Stepping Out with the Sacred by Val Webb

As part of the Australian Women Writers Reading and Reviewing Challenge I popped into a local bookshop and asked if they had any theology books written by Australian women. Guess what I walked out with? 😉 [I also picked up The Silent Cry: Mysticism and Resistance. Its author, Dorothy Soelle, wasn’t Australian, but the book was wonderful. But that’s another review 🙂 ]

Stepping Out with the Sacred by Val Webb is a book about engaging with the Divine, the “something more”. It’s NOT a how-to guide. It’s a book about the many paths (religions), their overlap and differences. Why is this important?

I’m not sure if Val ever spelled it out in a way I can quote. If she did, I missed it. But reading “Stepping Out with the Sacred” I felt like it was reaching towards a way to understand God (which really means, to understand how we want God to be) that would enable people to network for good causes, like environmentalism.

Don’t get me wrong, the book shows evidence of years of theological research and thought. It’s not lightweight. It attempts to prepare readers to “dialogue” with other religions.

Val self-identifies as Protestant and I think she’s writing for that audience. She provides accessible examples of people’s experience of their religion, whatever it may be. What I can’t judge is how truly she’s captured believers’ own notion of what they believe and how they live it (and to declare my own background: I’m Catholic and not a big fan of St Therese of Lisieux whom Val mentions and quotes a number of times — to be clear, I respect Therese’s commitment to the life she chose. I don’t respect how gleefully the male Catholic hierarchy held up her meekness as a model to all [us women] by canonising and marketing her — and this is the sort of complexity in religions that Val’s book just doesn’t have space to cover).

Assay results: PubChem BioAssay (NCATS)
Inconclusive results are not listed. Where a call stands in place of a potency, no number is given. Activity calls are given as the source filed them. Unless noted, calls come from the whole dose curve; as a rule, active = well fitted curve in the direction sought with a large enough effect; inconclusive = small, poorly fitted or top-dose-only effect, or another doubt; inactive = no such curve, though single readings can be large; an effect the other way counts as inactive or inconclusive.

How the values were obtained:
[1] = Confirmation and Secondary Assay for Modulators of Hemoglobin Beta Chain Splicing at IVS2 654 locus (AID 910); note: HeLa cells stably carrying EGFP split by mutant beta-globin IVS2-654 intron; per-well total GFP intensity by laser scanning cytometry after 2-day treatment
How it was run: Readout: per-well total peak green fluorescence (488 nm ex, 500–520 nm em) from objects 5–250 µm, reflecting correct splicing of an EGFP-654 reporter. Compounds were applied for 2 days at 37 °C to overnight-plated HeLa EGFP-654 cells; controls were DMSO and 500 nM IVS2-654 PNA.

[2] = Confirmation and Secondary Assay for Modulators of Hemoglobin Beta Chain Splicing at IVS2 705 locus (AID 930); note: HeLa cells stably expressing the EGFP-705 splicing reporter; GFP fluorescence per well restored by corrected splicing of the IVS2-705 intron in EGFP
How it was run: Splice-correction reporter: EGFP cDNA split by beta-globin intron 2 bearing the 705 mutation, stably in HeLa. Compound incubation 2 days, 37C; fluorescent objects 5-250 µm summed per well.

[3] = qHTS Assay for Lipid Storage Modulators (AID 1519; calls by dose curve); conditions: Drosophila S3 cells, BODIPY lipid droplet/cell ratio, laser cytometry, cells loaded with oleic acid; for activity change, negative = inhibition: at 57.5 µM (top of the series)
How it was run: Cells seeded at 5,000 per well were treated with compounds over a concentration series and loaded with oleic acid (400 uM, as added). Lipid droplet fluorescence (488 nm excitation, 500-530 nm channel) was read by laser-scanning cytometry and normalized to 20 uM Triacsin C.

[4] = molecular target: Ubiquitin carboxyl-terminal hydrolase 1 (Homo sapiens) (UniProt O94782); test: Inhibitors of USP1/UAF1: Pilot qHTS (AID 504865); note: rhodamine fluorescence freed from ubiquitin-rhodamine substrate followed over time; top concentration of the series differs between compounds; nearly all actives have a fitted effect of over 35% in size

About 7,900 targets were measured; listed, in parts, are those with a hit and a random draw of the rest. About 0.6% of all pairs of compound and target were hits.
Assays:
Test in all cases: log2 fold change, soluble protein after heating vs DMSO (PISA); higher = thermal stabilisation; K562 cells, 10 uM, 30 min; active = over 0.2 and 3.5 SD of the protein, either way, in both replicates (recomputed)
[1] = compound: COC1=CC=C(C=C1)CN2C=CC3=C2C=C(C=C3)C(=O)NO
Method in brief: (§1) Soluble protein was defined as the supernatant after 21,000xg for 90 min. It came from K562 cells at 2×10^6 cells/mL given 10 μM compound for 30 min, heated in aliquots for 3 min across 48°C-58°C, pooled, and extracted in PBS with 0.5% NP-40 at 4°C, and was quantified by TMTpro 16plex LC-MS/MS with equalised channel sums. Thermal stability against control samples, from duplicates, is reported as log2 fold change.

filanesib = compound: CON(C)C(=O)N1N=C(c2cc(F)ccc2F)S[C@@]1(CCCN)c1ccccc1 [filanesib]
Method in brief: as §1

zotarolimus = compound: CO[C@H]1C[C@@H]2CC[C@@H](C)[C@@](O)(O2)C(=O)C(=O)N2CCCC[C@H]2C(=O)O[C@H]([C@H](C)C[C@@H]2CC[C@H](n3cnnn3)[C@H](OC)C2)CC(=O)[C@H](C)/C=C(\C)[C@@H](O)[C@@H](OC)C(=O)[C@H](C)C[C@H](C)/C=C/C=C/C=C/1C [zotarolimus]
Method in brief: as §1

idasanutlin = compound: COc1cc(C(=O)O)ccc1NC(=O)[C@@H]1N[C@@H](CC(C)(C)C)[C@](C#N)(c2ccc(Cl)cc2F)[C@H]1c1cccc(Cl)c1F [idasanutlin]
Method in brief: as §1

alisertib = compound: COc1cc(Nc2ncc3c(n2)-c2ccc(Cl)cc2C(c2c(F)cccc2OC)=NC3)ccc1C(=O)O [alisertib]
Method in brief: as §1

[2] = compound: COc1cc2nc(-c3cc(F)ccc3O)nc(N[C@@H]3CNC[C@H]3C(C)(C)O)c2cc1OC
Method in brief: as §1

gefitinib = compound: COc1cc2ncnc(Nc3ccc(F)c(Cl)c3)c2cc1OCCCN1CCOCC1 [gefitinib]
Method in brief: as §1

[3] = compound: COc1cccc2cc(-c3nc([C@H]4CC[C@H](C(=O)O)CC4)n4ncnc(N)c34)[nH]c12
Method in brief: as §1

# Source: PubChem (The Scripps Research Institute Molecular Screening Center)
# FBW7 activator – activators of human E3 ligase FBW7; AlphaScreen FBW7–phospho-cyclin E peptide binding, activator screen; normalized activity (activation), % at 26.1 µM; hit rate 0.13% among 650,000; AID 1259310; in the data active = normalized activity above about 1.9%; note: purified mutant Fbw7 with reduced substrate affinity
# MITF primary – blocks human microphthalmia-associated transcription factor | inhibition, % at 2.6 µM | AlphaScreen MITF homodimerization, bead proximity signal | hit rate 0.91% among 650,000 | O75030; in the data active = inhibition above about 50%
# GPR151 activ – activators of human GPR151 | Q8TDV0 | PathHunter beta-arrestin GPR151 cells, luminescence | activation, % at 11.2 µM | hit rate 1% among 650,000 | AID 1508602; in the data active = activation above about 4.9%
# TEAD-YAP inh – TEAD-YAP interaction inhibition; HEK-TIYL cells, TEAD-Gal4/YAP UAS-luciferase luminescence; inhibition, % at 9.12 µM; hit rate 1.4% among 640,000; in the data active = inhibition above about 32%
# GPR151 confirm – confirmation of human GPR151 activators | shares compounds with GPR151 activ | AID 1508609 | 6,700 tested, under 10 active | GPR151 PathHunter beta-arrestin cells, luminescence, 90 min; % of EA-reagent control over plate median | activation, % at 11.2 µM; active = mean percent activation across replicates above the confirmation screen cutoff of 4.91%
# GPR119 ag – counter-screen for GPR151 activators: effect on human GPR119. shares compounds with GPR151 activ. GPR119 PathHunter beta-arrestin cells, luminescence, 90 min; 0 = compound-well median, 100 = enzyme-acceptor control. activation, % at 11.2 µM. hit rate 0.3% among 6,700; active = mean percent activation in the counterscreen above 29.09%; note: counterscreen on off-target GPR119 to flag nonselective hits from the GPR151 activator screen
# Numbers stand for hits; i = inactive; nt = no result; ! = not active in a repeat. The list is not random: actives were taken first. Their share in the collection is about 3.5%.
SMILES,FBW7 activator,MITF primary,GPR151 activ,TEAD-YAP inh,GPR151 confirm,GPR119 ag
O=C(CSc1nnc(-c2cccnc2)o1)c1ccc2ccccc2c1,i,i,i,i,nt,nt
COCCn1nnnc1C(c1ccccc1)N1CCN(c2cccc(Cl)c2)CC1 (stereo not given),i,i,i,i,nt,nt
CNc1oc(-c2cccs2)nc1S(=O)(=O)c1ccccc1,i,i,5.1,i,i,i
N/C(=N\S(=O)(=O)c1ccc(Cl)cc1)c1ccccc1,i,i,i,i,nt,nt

Fundamentally, “Stepping Out with the Sacred” addresses the question of how we live in the world, and does so through a theological lens. In fact, I think it goes further and asks us to consider how we create the world by out perception/belief in “something more” — whether that something more be God or another intangible, like ideology.

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